K. (infinitemonkeys) wrote,
K.
infinitemonkeys

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Good morning, universe

...and how are you today? I think I'm getting a stinker of a cold, and that's very annoying because yesterday I was full of energy. I'll sound like I'm smoking 50 a day for the rest of the week. Last time I was like that someone said it sounded sexy. Well, maybe, if your first sexual frisson was listening to Frank Butcher explain away his dodgy deals on EastEnders.

From the BBC, the missing piece of information we have all craved: a mathematical formula for when the beer goggles kick in, based on factors such as "luminance of person of interest".

I've had a bit of a media week this week.
Films seen: 2 -- Pan's Labyrinth, Notes on a Scandal

Books read: 3 4 -- The Night Watch by Sarah Waters (just glorious), A Gathering Light by Catherine Donnelly, Temeraire (which I am the last person to read and which I adored) ETA: and I just finished Holes. Started it at 12.20, finished at 2.45. I have my book mojo back.

Percentage of these which were excellent: 100

I was going to write about them, and indeed I started a review of one but it was just so very boring. I was left gobsmacked by my own tedium. So if you want to know anything about the films or books just ask and I will try not to bore you into catatonia in the comments.

Oh wait, I remembered what pissed me off about A Gathering Light. Bloomsbury has just released 21 of its most influential and/or popular books in handsome new editions, with smart covers and introductions and reading notes for our book club-going brethren, and I bought a stack because they were on sale for two for a fiver at Waterstone's in Piccadilly, which is a total no-brainer. Two books for a fiver, I mean *come on*. This is how we know God loves us and wants us to be happy.

So I pick up A Gathering Light, with an introduction by Jeanette Winterson, and start reading and the stupid tosser proceeds not to talk about the book and why she likes it, but to give away the entire plot in two pages

So that's it. I am never buying one of Jeanette Winterson's books ever again, no matter how beautifully she writes. Being profoundly annoying on The Late Review or in The Sunday Times is one thing, because I can switch off or turn the page and be done with it, but an author *giving away the plot* in the intro to a book she supposedly admires is just oafishness and stupidity and a slapping offence and generally not cricket. Silly cow. With Le Creuset knobs on.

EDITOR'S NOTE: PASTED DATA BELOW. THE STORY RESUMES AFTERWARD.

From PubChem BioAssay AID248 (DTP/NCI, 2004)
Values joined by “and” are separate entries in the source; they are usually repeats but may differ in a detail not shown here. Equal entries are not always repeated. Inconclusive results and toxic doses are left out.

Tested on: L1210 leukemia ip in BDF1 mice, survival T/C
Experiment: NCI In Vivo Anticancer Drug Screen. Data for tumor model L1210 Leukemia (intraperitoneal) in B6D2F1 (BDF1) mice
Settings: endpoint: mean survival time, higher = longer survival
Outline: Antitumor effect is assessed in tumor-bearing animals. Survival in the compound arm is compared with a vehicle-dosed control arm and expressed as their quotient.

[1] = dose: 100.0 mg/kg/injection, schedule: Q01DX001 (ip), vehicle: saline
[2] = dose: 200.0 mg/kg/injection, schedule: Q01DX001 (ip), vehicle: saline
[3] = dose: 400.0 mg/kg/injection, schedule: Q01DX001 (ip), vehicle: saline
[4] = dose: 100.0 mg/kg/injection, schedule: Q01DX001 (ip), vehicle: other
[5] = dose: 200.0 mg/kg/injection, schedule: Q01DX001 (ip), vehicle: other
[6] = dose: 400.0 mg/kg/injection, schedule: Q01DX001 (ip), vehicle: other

Pretty soon I am going to start talking about house renovation because the bank is going to give me the money. Rather than bore everyone into submission I thought I'd chuck it behind a filter (when I remember to do so) Feel free to opt out.

Poll #922508 Renovation

You want in on the filter?

Yes
39(97.5%)
No
1(2.5%)


Poll #922509 what should I read next?

The choices are

The book after Temeraire (but this means I will have to leave the house and go to a proper bookshop to buy it; I can't just bugger off to Stratford as usual. They don't do dragons in Stratford.)
9(24.3%)
The Little Friend, Donna Tartt (thank you again, Bloomsbury)
4(10.8%)
The start of The Night Watch again, just so I can coo over how clever Sarah Waters is
2(5.4%)
The Time Traveller's Wife by Audrey Niffenthingie
11(29.7%)
Kingdom of Shadows, Alan Furst
1(2.7%)
Vernon God Little, DBC Pierre
0(0.0%)
Home Extensions, Paul Hymers (which I should read but can't. Be. Arsed.)
0(0.0%)
The book I got for a quid which is all about the historical effects of El Nino
3(8.1%)
Something else, which I shall specify at some point
3(8.1%)
Ticky (please explain also how this is possible)
4(10.8%)


I have book tokens. Hear me roar.
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